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As Japan Cuts Green Subsidies, Up To 100 Japanese Solar Firms Could Go Bust This Year

PV Tech

Up to 100 solar PV firms in Japan could face bankruptcy this year, with more than double the number of firms going bust in the first half of this year than the same period in 2016.

According to corporate credit research company Teikoku Databank, which surveys companies across various industries and has produced its third report on solar PV company bankruptcies, 50 companies in Japan’s solar sector have already gone out of business in the first six months of 2017.

While the market overall has rapidly expanded from the launch of the feed-in tariff (FiT) in July 2012, Teikoku Databank acknowledged that there has been a slowdown in deployment in the past couple of years as the government successively made cuts of 10% or more on an annual basis to the premium prices paid for solar energy fed into the grid.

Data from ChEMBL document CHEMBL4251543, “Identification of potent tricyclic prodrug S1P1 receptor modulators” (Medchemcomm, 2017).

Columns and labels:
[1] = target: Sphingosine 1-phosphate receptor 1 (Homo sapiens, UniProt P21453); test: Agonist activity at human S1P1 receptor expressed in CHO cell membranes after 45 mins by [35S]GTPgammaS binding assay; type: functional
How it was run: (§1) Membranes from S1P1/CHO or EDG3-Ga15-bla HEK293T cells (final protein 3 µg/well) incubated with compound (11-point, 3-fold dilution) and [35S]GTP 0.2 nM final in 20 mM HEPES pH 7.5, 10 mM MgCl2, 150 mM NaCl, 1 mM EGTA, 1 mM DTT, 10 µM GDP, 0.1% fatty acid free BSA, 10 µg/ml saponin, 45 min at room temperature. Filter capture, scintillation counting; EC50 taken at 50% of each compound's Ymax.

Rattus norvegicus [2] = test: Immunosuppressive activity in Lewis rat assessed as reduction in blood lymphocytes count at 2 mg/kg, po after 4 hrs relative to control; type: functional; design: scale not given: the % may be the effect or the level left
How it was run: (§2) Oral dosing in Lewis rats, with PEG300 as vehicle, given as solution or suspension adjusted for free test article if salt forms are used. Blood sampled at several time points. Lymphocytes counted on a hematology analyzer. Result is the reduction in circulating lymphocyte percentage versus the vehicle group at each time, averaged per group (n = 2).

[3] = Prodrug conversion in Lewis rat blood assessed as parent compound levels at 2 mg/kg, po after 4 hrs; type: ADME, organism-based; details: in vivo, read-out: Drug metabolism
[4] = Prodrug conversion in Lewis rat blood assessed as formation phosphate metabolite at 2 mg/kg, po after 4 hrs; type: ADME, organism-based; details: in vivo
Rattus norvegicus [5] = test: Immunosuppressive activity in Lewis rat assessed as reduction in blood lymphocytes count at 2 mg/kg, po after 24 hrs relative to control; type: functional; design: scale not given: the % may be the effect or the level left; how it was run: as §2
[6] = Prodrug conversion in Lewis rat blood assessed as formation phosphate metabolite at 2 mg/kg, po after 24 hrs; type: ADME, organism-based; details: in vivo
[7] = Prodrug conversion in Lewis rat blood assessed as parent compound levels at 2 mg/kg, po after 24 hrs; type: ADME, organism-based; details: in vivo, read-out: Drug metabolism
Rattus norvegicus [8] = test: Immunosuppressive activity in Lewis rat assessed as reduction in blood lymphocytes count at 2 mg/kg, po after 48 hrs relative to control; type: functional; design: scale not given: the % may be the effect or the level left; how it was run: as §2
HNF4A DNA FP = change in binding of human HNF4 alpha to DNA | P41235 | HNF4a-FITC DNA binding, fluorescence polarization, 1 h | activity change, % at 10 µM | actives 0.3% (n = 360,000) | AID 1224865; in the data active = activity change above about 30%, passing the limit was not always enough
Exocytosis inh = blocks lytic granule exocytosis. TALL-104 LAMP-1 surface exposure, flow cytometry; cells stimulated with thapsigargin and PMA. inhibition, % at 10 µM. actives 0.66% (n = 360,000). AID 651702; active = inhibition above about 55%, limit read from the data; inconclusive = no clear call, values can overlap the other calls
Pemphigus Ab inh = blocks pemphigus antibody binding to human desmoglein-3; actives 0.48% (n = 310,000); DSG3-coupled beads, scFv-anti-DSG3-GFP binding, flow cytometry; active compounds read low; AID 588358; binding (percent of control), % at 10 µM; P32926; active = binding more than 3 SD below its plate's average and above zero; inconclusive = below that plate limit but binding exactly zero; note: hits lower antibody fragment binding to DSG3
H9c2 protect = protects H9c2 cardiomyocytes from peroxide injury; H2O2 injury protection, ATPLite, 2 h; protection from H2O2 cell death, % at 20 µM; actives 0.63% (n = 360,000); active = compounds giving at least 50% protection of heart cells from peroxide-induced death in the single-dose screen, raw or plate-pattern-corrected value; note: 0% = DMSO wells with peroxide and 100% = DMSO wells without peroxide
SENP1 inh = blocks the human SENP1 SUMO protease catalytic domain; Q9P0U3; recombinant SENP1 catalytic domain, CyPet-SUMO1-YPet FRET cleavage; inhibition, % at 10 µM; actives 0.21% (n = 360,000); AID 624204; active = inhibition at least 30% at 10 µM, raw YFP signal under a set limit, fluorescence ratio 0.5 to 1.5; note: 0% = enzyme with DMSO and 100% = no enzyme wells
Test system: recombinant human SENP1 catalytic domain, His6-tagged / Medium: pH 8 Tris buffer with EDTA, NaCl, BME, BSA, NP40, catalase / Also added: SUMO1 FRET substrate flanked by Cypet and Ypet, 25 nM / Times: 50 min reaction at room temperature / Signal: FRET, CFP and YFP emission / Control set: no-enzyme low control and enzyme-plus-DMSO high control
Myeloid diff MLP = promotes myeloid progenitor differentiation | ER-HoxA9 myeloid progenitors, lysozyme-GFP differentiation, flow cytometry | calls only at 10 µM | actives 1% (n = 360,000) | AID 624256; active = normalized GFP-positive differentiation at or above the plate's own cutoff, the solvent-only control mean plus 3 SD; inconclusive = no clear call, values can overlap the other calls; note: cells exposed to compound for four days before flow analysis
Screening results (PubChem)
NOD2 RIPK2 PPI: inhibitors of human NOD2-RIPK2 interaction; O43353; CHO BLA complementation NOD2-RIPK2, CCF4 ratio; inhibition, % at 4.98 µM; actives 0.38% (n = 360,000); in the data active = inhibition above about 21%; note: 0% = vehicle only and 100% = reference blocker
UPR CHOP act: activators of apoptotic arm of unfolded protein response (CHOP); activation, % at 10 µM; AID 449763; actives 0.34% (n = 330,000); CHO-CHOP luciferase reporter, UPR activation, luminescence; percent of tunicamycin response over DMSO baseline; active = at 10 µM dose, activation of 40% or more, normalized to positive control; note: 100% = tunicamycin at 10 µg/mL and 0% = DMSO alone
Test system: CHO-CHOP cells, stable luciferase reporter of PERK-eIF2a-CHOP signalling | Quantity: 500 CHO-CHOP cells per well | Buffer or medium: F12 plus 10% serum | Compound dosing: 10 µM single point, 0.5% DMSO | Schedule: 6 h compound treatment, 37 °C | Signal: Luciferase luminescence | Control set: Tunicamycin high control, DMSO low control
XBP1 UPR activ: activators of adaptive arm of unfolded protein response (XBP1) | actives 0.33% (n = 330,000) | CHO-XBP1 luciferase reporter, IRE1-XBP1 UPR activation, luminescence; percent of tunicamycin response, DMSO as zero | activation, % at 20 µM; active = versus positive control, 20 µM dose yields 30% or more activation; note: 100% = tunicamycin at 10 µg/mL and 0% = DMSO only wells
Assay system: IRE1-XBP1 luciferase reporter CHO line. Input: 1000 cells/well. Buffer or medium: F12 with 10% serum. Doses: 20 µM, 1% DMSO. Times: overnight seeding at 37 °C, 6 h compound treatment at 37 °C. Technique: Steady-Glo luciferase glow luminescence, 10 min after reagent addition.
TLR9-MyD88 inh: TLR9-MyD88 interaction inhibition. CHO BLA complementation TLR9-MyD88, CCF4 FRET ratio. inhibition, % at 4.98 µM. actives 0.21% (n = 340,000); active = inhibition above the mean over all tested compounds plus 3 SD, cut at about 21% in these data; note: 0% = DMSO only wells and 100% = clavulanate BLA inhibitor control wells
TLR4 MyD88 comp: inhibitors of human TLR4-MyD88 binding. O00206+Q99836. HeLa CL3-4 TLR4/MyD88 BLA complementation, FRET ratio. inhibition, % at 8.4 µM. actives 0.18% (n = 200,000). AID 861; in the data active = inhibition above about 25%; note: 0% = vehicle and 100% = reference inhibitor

The credit agency said “bankruptcy of solar-related contractors is rapidly increasing”, with solar panel manufacturers also affected. In the first half of 2016, just 23 companies went bankrupt, with this year’s first half’s showing of 50 bankruptcies representing a 2.2x increase. Teikoku Databank forecast that 100 firms in total could go under during 2017.

Another research firm, Tokyo Shoko Research, quoted in Japan Today in 2016, gave a slightly higher figure, 31, for the number of H1 2016 bankruptcies.

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